Dr. Cara Rodway is an Assistant at the Eccles Centre for American Studies at the British Library which works to promote the Library’s North American collections and North American studies in the UK.
Dr. Nick Witham on behalf of Journal of American Studies
“I have followed the re-launch of U.S. Studies Online with great interest, and have been very impressed with the content it has generated in its first six months. The site blends the more traditional aspects of academic publishing (i.e. book reviews, conference reports), with a host of innovative features such as interviews with scholars and students in the field, short multimedia research posts, and series of interventions on themes such as “Black History Month”. In doing so, the site provides a host of opportunities for postgraduate and early career researchers to engage with and learn about American Studies in all of its diversity.
U.S. Studies Online is also impressive because it presents content in a stylish, professional manner, and, in doing so, makes the most of the opportunities afforded by online publishing. It is a “forum for new writing” in the very best sense, and I expect it to go from strength to strength in the coming months and years.”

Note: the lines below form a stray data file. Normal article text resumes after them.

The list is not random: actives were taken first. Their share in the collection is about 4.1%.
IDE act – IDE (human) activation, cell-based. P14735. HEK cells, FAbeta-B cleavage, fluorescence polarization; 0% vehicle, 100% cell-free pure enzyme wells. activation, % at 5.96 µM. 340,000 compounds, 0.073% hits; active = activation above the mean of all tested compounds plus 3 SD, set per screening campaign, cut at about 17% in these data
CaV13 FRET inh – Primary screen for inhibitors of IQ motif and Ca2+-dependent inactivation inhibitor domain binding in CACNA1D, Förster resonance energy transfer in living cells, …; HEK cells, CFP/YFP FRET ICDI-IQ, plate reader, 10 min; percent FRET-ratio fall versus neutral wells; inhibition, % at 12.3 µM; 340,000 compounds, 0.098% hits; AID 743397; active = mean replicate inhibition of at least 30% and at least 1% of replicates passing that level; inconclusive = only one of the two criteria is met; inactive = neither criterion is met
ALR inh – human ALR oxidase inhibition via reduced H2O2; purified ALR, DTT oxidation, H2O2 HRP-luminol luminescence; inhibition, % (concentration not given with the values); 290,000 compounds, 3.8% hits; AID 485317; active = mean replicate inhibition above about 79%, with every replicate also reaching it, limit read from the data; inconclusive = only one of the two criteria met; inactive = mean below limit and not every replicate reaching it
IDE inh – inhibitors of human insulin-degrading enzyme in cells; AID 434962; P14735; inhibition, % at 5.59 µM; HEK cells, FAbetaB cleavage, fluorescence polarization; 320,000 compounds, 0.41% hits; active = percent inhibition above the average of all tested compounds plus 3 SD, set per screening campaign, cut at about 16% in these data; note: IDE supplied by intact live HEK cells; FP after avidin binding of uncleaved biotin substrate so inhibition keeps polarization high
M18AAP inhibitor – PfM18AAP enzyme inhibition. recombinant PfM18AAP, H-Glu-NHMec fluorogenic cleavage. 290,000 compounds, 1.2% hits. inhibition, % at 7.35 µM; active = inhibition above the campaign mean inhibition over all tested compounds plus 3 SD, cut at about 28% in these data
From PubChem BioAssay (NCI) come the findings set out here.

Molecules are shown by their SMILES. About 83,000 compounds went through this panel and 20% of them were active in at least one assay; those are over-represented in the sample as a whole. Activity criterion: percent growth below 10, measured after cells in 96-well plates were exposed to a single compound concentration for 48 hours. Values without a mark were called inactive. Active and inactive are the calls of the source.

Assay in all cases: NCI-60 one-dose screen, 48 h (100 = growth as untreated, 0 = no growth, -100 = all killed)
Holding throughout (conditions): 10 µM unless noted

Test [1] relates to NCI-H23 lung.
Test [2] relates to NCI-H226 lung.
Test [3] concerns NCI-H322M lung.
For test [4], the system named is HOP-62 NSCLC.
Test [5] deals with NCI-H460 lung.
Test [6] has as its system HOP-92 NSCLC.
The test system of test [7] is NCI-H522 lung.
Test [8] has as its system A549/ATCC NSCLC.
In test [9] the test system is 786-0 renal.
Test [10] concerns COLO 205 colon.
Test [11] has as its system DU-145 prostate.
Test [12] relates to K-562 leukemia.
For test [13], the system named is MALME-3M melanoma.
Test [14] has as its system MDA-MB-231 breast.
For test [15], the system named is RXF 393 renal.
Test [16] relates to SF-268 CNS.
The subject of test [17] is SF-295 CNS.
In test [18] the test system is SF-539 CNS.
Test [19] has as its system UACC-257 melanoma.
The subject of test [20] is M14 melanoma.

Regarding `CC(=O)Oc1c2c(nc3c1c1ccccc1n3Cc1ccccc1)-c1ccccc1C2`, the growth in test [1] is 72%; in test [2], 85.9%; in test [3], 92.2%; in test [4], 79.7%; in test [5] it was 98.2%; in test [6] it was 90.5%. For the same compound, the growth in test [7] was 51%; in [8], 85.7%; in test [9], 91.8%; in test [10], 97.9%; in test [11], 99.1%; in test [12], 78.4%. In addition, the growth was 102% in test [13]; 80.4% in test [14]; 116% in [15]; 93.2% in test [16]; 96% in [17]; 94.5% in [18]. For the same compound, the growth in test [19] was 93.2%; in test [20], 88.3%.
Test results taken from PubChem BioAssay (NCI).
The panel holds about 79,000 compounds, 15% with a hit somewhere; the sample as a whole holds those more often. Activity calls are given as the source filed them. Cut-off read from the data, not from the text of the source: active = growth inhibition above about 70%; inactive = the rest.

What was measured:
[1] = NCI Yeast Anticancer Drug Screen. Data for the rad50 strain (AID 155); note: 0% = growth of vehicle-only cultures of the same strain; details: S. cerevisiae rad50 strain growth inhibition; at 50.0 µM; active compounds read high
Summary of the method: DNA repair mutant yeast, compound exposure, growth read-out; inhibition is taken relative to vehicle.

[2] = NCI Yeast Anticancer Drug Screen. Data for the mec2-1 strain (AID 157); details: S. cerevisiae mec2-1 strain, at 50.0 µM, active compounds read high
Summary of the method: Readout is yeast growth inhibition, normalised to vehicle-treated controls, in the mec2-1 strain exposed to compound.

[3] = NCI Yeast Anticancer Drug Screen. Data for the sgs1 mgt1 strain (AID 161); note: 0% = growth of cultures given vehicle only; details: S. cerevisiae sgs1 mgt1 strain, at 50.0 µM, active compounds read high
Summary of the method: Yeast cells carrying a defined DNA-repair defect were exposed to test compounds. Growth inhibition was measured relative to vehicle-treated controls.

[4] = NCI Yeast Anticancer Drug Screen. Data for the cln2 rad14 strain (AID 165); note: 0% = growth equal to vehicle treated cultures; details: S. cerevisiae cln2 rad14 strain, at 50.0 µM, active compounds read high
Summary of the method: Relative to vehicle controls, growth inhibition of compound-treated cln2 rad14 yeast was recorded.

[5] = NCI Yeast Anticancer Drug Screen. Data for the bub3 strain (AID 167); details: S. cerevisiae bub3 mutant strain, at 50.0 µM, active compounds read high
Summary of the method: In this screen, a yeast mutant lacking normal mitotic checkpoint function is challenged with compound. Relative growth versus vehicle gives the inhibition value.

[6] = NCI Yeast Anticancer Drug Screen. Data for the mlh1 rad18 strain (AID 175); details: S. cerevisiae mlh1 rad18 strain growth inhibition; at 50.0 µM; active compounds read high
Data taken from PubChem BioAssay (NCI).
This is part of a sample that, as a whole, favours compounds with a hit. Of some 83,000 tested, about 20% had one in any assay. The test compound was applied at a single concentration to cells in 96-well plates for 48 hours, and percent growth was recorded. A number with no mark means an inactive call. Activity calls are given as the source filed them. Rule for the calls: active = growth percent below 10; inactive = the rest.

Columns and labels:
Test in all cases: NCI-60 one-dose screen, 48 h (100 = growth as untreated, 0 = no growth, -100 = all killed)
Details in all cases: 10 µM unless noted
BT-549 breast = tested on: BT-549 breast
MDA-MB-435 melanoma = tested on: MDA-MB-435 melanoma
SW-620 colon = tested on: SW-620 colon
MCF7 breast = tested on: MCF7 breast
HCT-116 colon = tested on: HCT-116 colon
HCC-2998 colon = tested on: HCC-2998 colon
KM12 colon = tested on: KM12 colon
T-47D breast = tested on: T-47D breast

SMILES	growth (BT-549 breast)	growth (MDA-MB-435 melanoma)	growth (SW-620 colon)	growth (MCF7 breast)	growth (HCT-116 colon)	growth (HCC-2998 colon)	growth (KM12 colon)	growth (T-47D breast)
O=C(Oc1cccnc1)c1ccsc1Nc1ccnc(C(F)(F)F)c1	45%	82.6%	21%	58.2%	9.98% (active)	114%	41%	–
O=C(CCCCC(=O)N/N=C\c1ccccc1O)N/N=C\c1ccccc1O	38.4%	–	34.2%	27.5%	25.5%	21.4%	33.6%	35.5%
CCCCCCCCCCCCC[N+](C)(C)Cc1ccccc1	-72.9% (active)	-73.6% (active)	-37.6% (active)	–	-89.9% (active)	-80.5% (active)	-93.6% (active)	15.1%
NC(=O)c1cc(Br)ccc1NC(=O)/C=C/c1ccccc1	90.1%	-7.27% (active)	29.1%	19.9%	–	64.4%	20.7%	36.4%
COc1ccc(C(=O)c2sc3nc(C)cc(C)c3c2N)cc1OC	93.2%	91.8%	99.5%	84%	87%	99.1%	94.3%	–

Dr. Nick Witham is a Senior Lecturer in American History at Canterbury Christ Church University and Associate Editor of Journal of American Studies
Professor Jonathan Bell on behalf of HOTCUS: Historians of the Twentieth-Century United States and Institute of the Americas at UCL
“As Chair of the Historians of the Twentieth-Century United States (HOTCUS) and Director of the Institute of the Americas at UCL, I am delighted to express my admiration for the U.S. Studies Online forum. It is an invaluable tool for early career researchers to share research ideas, to launch debates about key themes in US history, politics, and culture, and to bring together a community of scholars across the UK and beyond. It is genuinely interdisciplinary in scope and committed to reaching as diverse an audience as possible.
The mixture of new writing by junior scholars and advice from more experienced academics makes it a vital resource for anyone seeking to embark on an academic career: the opportunities provided for early career researchers to share ideas on diverse topics enriches the American Studies community in the UK.”
Professor Jonathan Bell is Professor of U.S. History at University College London, Director of UCL Institute of the Americas and Chair of the Historians of the Twentieth-Century United States (HOTCUS).